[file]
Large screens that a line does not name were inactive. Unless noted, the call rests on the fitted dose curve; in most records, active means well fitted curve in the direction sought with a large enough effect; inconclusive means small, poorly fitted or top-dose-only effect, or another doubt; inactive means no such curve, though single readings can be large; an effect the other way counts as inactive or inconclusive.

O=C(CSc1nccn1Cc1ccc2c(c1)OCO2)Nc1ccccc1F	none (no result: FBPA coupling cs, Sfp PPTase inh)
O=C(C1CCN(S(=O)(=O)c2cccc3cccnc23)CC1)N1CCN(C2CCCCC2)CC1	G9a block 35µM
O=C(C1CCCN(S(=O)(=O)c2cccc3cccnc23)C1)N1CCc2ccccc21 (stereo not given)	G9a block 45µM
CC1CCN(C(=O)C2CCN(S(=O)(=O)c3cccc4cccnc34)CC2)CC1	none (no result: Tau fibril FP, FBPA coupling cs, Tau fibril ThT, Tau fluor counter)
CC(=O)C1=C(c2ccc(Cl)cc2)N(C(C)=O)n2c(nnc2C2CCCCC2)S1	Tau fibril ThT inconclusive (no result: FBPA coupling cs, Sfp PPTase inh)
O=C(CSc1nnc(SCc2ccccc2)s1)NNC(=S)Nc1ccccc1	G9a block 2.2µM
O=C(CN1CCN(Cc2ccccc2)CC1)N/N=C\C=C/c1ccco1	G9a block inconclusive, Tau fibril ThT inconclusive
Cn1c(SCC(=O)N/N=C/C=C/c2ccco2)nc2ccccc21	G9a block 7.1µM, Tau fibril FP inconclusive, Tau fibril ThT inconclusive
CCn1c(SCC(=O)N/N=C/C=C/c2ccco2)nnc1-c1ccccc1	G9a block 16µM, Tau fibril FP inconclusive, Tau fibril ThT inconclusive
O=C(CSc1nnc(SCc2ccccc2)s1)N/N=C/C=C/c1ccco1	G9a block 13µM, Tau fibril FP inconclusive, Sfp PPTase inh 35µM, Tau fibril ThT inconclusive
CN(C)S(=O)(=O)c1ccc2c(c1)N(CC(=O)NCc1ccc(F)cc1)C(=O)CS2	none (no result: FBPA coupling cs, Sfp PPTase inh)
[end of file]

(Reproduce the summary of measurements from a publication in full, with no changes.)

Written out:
Large screens that a line does not name were inactive. Unless noted, the call rests on the fitted dose curve; in most records, active means well fitted curve in the direction sought with a large enough effect; inconclusive means small, poorly fitted or top-dose-only effect, or another doubt; inactive means no such curve, though single readings can be large; an effect the other way counts as inactive or inconclusive.

O=C(CSc1nccn1Cc1ccc2c(c1)OCO2)Nc1ccccc1F	none (no result: FBPA coupling cs, Sfp PPTase inh)
O=C(C1CCN(S(=O)(=O)c2cccc3cccnc23)CC1)N1CCN(C2CCCCC2)CC1	G9a block 35µM
O=C(C1CCCN(S(=O)(=O)c2cccc3cccnc23)C1)N1CCc2ccccc21 (stereo not given)	G9a block 45µM
CC1CCN(C(=O)C2CCN(S(=O)(=O)c3cccc4cccnc34)CC2)CC1	none (no result: Tau fibril FP, FBPA coupling cs, Tau fibril ThT, Tau fluor counter)
CC(=O)C1=C(c2ccc(Cl)cc2)N(C(C)=O)n2c(nnc2C2CCCCC2)S1	Tau fibril ThT inconclusive (no result: FBPA coupling cs, Sfp PPTase inh)
O=C(CSc1nnc(SCc2ccccc2)s1)NNC(=S)Nc1ccccc1	G9a block 2.2µM
O=C(CN1CCN(Cc2ccccc2)CC1)N/N=C\C=C/c1ccco1	G9a block inconclusive, Tau fibril ThT inconclusive
Cn1c(SCC(=O)N/N=C/C=C/c2ccco2)nc2ccccc21	G9a block 7.1µM, Tau fibril FP inconclusive, Tau fibril ThT inconclusive
CCn1c(SCC(=O)N/N=C/C=C/c2ccco2)nnc1-c1ccccc1	G9a block 16µM, Tau fibril FP inconclusive, Tau fibril ThT inconclusive
O=C(CSc1nnc(SCc2ccccc2)s1)N/N=C/C=C/c1ccco1	G9a block 13µM, Tau fibril FP inconclusive, Sfp PPTase inh 35µM, Tau fibril ThT inconclusive
CN(C)S(=O)(=O)c1ccc2c(c1)N(CC(=O)NCc1ccc(F)cc1)C(=O)CS2	none (no result: FBPA coupling cs, Sfp PPTase inh)